This week’s Art World Roundup includes: a Google Doodle honouring Pre-Raphaelite muse Fanny Eaton, a forthcoming London exhibition of works by Jade van der Mark, and the V&A interest in Harry Styles’ patchwork cardigan. Also, six San Francisco artists cite VARA in a lawsuit after their artworks were painted over, the Gropius Bau Museum announces new dates for Yayoi Kusama retrospective, and Marilyn Monroe stirs the pot in Palm Springs.
Fanny Eaton becomes Google Doodle muse
This week, Fanny Eaton was highlighted in a Google Doodle, introducing many to a Jamaican model who became the muse for many Pre-Raphaelite artists. Born to Matilda Foster, a freed slave, in 1835, Eaton moved with her mother to London in the 1840s. She began modeling for life-drawing classes at the Royal Academy in her early 20s and she would become the subject of works by Simeon Solomon, Dante Gabriel Rossetti, John Everett Millais, and Joanna Mary Boyce. Illustrated by Sophie Diao, she drew particular inspiration from Boyce Wells’ portraits of Eaton and the Doodle’s palette reflects that of the Pre-Raphaelites. “The group held Eaton up as a model of ideal beauty and featured her centrally at a time when Black individuals were significantly underrepresented, and often negatively represented, in Victorian art,” stated Google of the Doodle. “Given that Black representation was often non-existent throughout the 1800s, positive representation and a new face of ideal beauty was—and still is—a powerful message.” The Doodle was shown in the UK, Australia, New Zealand, Argentina, Peru, Chile, Iceland, and Greece.
London exhibition brings city life before and during the pandemic into view
This December, Pi Artworks will hold Amsterdam-born, London-based artist Jade van der Mark’s inaugural London show. Titled “We’re All Human,” van der Mark’s show will feature artworks made prior to the outbreak of the pandemic alongside those made during lockdown, which the artist spent in Amsterdam. Works from the beginning of the year show a now near alien view of city spaces with people shoulder-to-shoulder moving through city life as a crowd of faces, isolated in their own way. These works are juxtaposed with those by the artist made after social-distancing orders were implemented, showing the absence of crowds and new kind of isolation. “While lockdown has forced us into physical isolation, we were already isolated in modern society. Travelling the cities of the world, I’ve noticed that no matter the size of the crowd, people are isolated. Lockdown has highlighted this, but it’s also given us the gift of realising the loss of our connection to each other,” remarked van der Mark in a press release. “I hope my paintings remind the viewer that whether in a crowd or alone, we do have a connection, and it is vital for us all to remember and nurture it.” van der Mark’s large-scale, highly-textured oil paintings offer a sense of “sculptural depth,” which, as a self-taught weaver who studied Fashion at The Hague’s Royal Academy of Arts, she then translates into woven items of clothing. “We’re All Human” will be on view at Pi Artworks in London December 12th through the 19th. Works included in “We’re All Human” will also be available to view online via Artsy, more information can be found here.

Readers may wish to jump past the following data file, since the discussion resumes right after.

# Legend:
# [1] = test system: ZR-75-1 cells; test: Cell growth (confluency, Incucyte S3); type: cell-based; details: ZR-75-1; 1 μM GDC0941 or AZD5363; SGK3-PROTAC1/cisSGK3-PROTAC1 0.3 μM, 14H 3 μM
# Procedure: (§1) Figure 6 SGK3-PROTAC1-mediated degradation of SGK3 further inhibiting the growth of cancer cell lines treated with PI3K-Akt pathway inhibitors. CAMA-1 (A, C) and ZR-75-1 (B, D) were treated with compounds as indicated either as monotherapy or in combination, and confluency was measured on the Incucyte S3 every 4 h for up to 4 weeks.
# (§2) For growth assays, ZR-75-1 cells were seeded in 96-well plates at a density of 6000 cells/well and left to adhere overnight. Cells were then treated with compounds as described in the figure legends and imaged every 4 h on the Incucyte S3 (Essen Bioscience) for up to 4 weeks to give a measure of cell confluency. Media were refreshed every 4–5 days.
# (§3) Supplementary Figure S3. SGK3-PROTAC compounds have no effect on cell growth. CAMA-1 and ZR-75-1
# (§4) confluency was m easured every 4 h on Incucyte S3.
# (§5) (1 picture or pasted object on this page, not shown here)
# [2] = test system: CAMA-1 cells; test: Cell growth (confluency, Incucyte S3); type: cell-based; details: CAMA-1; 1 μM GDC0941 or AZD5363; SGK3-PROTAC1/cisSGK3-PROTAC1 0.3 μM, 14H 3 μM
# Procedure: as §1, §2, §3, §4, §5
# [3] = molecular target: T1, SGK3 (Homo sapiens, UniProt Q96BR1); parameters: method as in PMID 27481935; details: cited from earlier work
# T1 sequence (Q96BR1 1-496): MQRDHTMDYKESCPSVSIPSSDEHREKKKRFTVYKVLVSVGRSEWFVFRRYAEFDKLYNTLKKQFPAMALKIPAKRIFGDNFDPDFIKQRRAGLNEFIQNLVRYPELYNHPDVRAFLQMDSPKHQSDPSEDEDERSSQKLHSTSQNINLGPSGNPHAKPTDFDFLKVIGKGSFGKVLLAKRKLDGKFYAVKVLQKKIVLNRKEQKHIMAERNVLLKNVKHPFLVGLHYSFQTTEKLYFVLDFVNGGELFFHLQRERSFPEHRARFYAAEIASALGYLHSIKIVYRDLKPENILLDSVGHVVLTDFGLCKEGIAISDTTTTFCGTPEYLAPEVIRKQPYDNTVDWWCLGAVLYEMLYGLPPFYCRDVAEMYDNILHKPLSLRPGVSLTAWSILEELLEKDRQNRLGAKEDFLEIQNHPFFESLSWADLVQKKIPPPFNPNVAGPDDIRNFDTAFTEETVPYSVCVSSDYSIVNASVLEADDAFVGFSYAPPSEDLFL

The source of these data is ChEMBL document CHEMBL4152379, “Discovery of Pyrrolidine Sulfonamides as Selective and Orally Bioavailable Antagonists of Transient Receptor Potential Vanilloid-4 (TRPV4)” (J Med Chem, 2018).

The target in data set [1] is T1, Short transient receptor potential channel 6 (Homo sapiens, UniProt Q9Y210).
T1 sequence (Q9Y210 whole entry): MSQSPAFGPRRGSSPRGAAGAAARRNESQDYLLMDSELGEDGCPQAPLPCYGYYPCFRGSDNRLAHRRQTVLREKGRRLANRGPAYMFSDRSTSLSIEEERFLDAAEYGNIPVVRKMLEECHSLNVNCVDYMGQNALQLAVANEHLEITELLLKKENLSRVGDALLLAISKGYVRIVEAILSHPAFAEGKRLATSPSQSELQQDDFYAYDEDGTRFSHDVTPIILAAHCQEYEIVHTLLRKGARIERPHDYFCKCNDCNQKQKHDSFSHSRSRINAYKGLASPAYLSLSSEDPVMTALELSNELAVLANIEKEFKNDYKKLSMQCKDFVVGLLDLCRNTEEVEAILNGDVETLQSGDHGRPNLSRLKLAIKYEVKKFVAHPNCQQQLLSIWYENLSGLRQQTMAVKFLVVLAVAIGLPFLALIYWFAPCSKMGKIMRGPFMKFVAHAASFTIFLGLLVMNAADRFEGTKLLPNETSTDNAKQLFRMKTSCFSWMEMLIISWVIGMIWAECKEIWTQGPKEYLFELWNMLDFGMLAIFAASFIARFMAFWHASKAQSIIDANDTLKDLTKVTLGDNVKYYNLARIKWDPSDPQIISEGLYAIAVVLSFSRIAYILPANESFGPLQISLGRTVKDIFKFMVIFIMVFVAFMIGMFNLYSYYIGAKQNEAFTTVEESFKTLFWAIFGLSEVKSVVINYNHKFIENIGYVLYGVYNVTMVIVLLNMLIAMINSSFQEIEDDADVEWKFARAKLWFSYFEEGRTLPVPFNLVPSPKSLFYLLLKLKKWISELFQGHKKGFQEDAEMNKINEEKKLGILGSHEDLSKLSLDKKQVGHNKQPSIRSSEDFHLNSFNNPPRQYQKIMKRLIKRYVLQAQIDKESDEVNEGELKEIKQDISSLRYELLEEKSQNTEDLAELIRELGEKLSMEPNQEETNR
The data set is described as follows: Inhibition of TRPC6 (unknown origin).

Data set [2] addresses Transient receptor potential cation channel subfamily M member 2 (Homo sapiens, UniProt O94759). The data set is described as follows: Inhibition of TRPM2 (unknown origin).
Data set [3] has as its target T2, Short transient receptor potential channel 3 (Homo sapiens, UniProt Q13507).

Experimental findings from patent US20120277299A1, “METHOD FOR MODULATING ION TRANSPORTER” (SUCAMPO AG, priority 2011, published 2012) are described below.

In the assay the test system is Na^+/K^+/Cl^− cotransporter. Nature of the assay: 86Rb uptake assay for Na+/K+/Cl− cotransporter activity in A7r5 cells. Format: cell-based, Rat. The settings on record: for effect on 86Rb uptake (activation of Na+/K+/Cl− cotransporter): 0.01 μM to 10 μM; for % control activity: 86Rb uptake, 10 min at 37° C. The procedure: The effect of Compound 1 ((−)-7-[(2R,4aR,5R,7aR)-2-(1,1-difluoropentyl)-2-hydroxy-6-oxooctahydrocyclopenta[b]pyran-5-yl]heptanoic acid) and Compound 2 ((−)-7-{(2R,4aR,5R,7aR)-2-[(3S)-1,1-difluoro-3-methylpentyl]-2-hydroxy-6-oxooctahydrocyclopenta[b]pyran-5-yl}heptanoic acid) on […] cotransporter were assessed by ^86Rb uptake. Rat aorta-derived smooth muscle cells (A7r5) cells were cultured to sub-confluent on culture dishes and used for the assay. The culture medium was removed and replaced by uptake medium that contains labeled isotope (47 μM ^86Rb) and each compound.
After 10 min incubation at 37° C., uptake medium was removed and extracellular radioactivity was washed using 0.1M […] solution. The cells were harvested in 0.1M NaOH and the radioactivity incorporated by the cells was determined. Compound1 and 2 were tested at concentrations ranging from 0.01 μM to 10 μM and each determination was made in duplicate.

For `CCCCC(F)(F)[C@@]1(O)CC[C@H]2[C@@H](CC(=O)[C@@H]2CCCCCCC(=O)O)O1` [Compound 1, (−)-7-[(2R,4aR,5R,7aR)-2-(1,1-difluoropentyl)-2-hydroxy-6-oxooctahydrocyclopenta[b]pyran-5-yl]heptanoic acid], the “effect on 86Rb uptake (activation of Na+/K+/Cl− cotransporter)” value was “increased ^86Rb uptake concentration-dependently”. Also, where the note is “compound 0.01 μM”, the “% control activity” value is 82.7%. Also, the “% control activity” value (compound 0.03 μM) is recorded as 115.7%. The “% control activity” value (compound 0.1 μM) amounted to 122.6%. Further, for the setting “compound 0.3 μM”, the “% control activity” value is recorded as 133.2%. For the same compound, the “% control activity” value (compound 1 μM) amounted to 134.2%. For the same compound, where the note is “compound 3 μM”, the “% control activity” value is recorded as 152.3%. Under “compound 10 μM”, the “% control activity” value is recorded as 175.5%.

San Fran artists cite VARA in lawsuit against new property owners
Artists Monica Canilao, Zarathustra Wesolowski, Ellery Bakaitis, Jeremy Novy, Susan Greene, and Hailey Gaiser have filed a lawsuit against property owners who purchased the building that once housed San Francisco’s oldest and well-known queer bar, Stud. Soon after the bar was closed in May, the building’s new owners painted the building beige in June. They covered up the building’s iconic navy exterior that boasted artworks by the six aforementioned artists. Citing the Visual Artists Rights Act (VARA), the artists are seeking the maximum in damages of $150,000 per artwork. According to the lawsuit, the previous owners of the building asked the new owners to preserve the building’s artworks and that the whitewashing “demonstrated [the owners’] clear disdain for, and degradation of the Artists, and the San Francisco LGBTQ community.” The artists are represented by LA lawyer Jeff Gluck who has much experience in representing street artists. VARA has been around since 1990 but in recent years, the act has gained more recognition as it was instrumental in a lawsuit successfully brought on by graffiti artists against the owners of 5Pointz in Queens, New York. The 5Pointz case was ruled by Brooklyn Supreme Court Judge Frederic Block and upheld by a New York court of appeals. In October, the US Supreme Court declined an appeal in the case, resulting in a huge win for the artists but also for VARA.